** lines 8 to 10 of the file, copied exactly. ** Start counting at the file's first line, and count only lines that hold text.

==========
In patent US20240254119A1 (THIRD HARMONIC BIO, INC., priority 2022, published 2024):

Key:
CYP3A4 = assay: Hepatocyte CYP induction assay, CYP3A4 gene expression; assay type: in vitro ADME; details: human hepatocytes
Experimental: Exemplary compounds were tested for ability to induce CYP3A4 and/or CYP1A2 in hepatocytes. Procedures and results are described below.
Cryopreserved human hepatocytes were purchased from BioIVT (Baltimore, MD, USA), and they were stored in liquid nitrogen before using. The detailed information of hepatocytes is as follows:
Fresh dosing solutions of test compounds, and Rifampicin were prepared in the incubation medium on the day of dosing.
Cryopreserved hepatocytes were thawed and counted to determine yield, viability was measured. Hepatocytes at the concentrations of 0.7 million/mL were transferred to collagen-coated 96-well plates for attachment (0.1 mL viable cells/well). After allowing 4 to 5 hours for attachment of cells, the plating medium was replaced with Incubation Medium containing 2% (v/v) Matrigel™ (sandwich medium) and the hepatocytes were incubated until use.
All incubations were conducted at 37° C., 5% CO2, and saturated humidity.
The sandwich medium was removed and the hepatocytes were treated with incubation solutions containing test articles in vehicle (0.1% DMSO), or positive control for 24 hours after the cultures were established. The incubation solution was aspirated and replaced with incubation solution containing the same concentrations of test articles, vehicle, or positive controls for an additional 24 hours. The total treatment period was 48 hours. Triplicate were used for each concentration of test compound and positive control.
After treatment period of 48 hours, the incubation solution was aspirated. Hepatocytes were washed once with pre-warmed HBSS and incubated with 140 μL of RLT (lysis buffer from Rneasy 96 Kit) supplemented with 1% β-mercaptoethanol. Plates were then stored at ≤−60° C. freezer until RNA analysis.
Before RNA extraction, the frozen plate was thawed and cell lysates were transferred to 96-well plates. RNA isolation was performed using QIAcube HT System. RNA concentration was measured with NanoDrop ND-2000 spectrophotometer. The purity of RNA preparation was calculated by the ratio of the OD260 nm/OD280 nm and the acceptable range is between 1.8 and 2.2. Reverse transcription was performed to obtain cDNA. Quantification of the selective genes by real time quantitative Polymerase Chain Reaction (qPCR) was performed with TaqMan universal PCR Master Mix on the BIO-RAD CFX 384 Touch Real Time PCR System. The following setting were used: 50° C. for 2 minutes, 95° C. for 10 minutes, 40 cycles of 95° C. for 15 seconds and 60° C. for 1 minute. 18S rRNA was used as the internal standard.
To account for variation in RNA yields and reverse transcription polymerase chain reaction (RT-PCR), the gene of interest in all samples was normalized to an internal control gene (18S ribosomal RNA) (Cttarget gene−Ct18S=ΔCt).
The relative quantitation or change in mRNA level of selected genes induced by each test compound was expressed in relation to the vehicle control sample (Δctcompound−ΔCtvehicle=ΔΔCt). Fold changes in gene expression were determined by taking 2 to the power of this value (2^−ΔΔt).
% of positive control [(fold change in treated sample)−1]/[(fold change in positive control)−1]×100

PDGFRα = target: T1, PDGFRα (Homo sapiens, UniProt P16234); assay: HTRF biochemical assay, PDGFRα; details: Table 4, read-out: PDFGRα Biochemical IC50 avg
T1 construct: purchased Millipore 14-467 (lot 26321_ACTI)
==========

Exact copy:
All incubations were conducted at 37° C., 5% CO2, and saturated humidity.
The sandwich medium was removed and the hepatocytes were treated with incubation solutions containing test articles in vehicle (0.1% DMSO), or positive control for 24 hours after the cultures were established. The incubation solution was aspirated and replaced with incubation solution containing the same concentrations of test articles, vehicle, or positive controls for an additional 24 hours. The total treatment period was 48 hours. Triplicate were used for each concentration of test compound and positive control.
After treatment period of 48 hours, the incubation solution was aspirated. Hepatocytes were washed once with pre-warmed HBSS and incubated with 140 μL of RLT (lysis buffer from Rneasy 96 Kit) supplemented with 1% β-mercaptoethanol. Plates were then stored at ≤−60° C. freezer until RNA analysis.